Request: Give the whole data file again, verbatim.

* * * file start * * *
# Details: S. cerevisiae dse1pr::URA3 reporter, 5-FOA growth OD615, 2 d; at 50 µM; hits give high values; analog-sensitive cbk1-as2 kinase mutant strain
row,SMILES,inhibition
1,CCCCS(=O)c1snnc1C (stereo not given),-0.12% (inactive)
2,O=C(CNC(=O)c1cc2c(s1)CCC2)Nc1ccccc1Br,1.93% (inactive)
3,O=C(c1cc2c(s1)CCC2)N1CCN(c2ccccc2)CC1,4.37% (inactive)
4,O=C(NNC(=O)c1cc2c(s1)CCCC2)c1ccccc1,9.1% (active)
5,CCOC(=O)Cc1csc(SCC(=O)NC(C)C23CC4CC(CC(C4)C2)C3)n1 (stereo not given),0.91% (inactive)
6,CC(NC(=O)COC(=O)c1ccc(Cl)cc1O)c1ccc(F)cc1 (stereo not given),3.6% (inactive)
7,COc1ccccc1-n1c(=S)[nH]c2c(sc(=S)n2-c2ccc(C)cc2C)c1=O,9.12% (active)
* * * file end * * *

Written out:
# Details: S. cerevisiae dse1pr::URA3 reporter, 5-FOA growth OD615, 2 d; at 50 µM; hits give high values; analog-sensitive cbk1-as2 kinase mutant strain
row,SMILES,inhibition
1,CCCCS(=O)c1snnc1C (stereo not given),-0.12% (inactive)
2,O=C(CNC(=O)c1cc2c(s1)CCC2)Nc1ccccc1Br,1.93% (inactive)
3,O=C(c1cc2c(s1)CCC2)N1CCN(c2ccccc2)CC1,4.37% (inactive)
4,O=C(NNC(=O)c1cc2c(s1)CCCC2)c1ccccc1,9.1% (active)
5,CCOC(=O)Cc1csc(SCC(=O)NC(C)C23CC4CC(CC(C4)C2)C3)n1 (stereo not given),0.91% (inactive)
6,CC(NC(=O)COC(=O)c1ccc(Cl)cc1O)c1ccc(F)cc1 (stereo not given),3.6% (inactive)
7,COc1ccccc1-n1c(=S)[nH]c2c(sc(=S)n2-c2ccc(C)cc2C)c1=O,9.12% (active)